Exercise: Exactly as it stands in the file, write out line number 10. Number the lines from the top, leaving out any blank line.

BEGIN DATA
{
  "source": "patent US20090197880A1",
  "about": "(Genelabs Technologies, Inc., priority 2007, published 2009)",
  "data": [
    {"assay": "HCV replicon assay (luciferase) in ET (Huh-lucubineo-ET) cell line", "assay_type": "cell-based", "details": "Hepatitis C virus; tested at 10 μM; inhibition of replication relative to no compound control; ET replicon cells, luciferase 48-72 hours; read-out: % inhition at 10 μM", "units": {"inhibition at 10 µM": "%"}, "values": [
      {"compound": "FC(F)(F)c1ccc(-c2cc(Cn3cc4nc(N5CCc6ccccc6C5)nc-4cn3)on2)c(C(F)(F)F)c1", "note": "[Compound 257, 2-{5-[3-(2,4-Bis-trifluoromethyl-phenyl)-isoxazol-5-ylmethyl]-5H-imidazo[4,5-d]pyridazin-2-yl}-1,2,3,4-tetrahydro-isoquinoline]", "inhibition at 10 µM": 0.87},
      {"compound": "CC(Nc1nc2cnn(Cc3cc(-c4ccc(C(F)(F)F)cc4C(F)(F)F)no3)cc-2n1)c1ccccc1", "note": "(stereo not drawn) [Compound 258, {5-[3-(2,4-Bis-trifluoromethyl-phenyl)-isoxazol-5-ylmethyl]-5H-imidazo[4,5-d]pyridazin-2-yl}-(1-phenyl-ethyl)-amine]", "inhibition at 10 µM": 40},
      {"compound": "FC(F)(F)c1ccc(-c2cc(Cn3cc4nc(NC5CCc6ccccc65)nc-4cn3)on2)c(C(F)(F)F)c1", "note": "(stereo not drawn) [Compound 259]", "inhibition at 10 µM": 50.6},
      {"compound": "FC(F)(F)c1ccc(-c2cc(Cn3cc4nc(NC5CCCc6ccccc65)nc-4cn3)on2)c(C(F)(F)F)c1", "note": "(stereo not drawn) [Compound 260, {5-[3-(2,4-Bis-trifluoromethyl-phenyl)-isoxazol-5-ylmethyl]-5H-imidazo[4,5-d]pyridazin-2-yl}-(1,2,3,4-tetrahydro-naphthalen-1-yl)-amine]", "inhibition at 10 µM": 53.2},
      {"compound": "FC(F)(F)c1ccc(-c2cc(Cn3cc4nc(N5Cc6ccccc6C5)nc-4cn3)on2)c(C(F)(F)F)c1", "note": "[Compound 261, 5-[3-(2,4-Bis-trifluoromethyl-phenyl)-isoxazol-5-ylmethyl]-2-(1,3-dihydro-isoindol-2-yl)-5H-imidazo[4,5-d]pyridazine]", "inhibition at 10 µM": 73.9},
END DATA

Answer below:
      {"compound": "FC(F)(F)c1ccc(-c2cc(Cn3cc4nc(N5Cc6ccccc6C5)nc-4cn3)on2)c(C(F)(F)F)c1", "note": "[Compound 261, 5-[3-(2,4-Bis-trifluoromethyl-phenyl)-isoxazol-5-ylmethyl]-2-(1,3-dihydro-isoindol-2-yl)-5H-imidazo[4,5-d]pyridazine]", "inhibition at 10 µM": 73.9},